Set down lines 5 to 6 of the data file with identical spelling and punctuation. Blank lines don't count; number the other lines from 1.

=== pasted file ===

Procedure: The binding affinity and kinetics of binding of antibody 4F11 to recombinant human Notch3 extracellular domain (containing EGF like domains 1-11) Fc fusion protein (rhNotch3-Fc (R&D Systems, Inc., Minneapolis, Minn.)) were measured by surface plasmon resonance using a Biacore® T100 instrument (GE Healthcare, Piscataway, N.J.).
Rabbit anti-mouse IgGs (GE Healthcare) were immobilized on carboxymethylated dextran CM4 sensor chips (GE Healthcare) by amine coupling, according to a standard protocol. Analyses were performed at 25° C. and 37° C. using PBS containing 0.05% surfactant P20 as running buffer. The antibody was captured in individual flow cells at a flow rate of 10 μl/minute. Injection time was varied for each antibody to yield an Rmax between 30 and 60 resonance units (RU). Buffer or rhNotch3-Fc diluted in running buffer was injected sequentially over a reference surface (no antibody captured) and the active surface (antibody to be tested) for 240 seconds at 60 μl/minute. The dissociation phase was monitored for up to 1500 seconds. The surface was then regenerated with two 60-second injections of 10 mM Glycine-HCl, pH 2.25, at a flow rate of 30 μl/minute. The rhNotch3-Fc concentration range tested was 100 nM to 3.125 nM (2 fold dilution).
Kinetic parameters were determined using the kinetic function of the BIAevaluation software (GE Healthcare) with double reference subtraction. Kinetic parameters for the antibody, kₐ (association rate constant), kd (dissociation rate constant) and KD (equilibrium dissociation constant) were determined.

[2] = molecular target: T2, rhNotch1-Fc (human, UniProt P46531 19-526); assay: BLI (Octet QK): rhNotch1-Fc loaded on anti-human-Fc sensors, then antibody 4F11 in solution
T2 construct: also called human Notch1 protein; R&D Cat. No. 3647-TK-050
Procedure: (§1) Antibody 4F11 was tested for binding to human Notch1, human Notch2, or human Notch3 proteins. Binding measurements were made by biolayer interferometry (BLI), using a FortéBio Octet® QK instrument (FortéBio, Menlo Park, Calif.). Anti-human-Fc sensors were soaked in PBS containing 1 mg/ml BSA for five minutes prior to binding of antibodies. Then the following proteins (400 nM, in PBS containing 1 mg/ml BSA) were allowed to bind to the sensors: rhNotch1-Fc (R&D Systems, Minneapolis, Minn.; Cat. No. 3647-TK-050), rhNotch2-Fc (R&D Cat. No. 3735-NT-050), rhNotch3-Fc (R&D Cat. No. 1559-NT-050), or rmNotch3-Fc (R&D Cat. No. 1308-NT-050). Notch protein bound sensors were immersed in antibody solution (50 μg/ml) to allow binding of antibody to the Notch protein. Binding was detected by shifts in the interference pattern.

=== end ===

T2 construct: also called human Notch1 protein; R&D Cat. No. 3647-TK-050
Procedure: (§1) Antibody 4F11 was tested for binding to human Notch1, human Notch2, or human Notch3 proteins. Binding measurements were made by biolayer interferometry (BLI), using a FortéBio Octet® QK instrument (FortéBio, Menlo Park, Calif.). Anti-human-Fc sensors were soaked in PBS containing 1 mg/ml BSA for five minutes prior to binding of antibodies. Then the following proteins (400 nM, in PBS containing 1 mg/ml BSA) were allowed to bind to the sensors: rhNotch1-Fc (R&D Systems, Minneapolis, Minn.; Cat. No. 3647-TK-050), rhNotch2-Fc (R&D Cat. No. 3735-NT-050), rhNotch3-Fc (R&D Cat. No. 1559-NT-050), or rmNotch3-Fc (R&D Cat. No. 1308-NT-050). Notch protein bound sensors were immersed in antibody solution (50 μg/ml) to allow binding of antibody to the Notch protein. Binding was detected by shifts in the interference pattern.